New York City fire hydrants were first installed in 1808, and by 1817 flip lid-style hydrants began to appear on street corners. The term "johnny pump" is a nickname for fire hydrants that originated in Lower Manhattan and Brooklyn vernacular.
1. I saw a red johny pump next to the road.
2. The firefighters connected their hose to the johnny pump.
by flyoffacliff August 10, 2012
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a fire hydrant, in new york, esp. lower manhattan and brooklyn, esp. one that's open in the summer for kids to play in
when i got home from work, all the boys on my block threw me in the johnny pump
by candybaby August 05, 2006
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Johnny pump is used throughout New York City's five boroughs as a nickname for a fire hydrant in the traditional style. Siamese and more modern pipe-style hydrants are not Johnny pumps.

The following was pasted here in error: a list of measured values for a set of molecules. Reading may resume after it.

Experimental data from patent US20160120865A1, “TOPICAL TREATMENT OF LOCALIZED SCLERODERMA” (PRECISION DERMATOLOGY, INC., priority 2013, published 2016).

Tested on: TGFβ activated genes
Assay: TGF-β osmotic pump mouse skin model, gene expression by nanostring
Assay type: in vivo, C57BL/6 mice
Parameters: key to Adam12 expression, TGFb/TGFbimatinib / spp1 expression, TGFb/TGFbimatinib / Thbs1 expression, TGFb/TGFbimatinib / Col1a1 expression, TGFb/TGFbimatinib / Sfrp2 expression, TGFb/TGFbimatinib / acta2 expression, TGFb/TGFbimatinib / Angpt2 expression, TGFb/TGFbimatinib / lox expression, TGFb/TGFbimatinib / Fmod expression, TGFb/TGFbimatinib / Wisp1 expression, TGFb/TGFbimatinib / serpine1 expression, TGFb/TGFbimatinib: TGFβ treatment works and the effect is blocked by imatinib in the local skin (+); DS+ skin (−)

This term was used commonly in The Bronx and Manhattan during the 1976 Bicentennial when they were painted red, white and blue - with stars and stripes.

Children and inner-city residents use this term more than adults or Manhattan residents not originally from the inner city.
Hey, Mikey, open up the Johnny pump so we can cool off! Your father got the crow bar?
Yo, VIto, who painted this Johnny pump with the freakin' homo flag on it? You?
by shrimpheads July 01, 2016
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